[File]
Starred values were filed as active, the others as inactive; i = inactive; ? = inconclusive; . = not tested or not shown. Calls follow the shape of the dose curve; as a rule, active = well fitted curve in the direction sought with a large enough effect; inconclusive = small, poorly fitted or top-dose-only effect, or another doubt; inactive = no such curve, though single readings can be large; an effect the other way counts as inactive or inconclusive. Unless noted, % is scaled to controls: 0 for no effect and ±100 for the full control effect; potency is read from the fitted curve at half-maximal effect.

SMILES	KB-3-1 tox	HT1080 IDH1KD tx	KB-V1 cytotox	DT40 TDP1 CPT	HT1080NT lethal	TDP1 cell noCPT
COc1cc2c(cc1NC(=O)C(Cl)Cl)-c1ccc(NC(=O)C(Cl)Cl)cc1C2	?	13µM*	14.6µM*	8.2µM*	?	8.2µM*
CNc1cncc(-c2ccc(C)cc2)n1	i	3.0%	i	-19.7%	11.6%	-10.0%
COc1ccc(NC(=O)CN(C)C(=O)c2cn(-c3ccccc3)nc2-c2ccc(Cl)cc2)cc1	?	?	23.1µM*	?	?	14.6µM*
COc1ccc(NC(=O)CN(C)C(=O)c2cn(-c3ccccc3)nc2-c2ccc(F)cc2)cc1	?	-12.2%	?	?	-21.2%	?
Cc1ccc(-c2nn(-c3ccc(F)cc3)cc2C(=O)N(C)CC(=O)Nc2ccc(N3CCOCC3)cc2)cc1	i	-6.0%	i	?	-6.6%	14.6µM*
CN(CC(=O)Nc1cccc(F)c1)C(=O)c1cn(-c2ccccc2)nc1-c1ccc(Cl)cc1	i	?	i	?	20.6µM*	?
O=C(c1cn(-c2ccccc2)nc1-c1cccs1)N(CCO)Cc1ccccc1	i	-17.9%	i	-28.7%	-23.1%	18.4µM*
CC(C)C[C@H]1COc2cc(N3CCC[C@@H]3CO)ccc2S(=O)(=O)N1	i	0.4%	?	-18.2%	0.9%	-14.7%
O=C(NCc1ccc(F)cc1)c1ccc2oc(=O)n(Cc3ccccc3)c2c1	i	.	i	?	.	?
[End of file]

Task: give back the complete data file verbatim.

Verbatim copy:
Starred values were filed as active, the others as inactive; i = inactive; ? = inconclusive; . = not tested or not shown. Calls follow the shape of the dose curve; as a rule, active = well fitted curve in the direction sought with a large enough effect; inconclusive = small, poorly fitted or top-dose-only effect, or another doubt; inactive = no such curve, though single readings can be large; an effect the other way counts as inactive or inconclusive. Unless noted, % is scaled to controls: 0 for no effect and ±100 for the full control effect; potency is read from the fitted curve at half-maximal effect.

SMILES	KB-3-1 tox	HT1080 IDH1KD tx	KB-V1 cytotox	DT40 TDP1 CPT	HT1080NT lethal	TDP1 cell noCPT
COc1cc2c(cc1NC(=O)C(Cl)Cl)-c1ccc(NC(=O)C(Cl)Cl)cc1C2	?	13µM*	14.6µM*	8.2µM*	?	8.2µM*
CNc1cncc(-c2ccc(C)cc2)n1	i	3.0%	i	-19.7%	11.6%	-10.0%
COc1ccc(NC(=O)CN(C)C(=O)c2cn(-c3ccccc3)nc2-c2ccc(Cl)cc2)cc1	?	?	23.1µM*	?	?	14.6µM*
COc1ccc(NC(=O)CN(C)C(=O)c2cn(-c3ccccc3)nc2-c2ccc(F)cc2)cc1	?	-12.2%	?	?	-21.2%	?
Cc1ccc(-c2nn(-c3ccc(F)cc3)cc2C(=O)N(C)CC(=O)Nc2ccc(N3CCOCC3)cc2)cc1	i	-6.0%	i	?	-6.6%	14.6µM*
CN(CC(=O)Nc1cccc(F)c1)C(=O)c1cn(-c2ccccc2)nc1-c1ccc(Cl)cc1	i	?	i	?	20.6µM*	?
O=C(c1cn(-c2ccccc2)nc1-c1cccs1)N(CCO)Cc1ccccc1	i	-17.9%	i	-28.7%	-23.1%	18.4µM*
CC(C)C[C@H]1COc2cc(N3CCC[C@@H]3CO)ccc2S(=O)(=O)N1	i	0.4%	?	-18.2%	0.9%	-14.7%
O=C(NCc1ccc(F)cc1)c1ccc2oc(=O)n(Cc3ccccc3)c2c1	i	.	i	?	.	?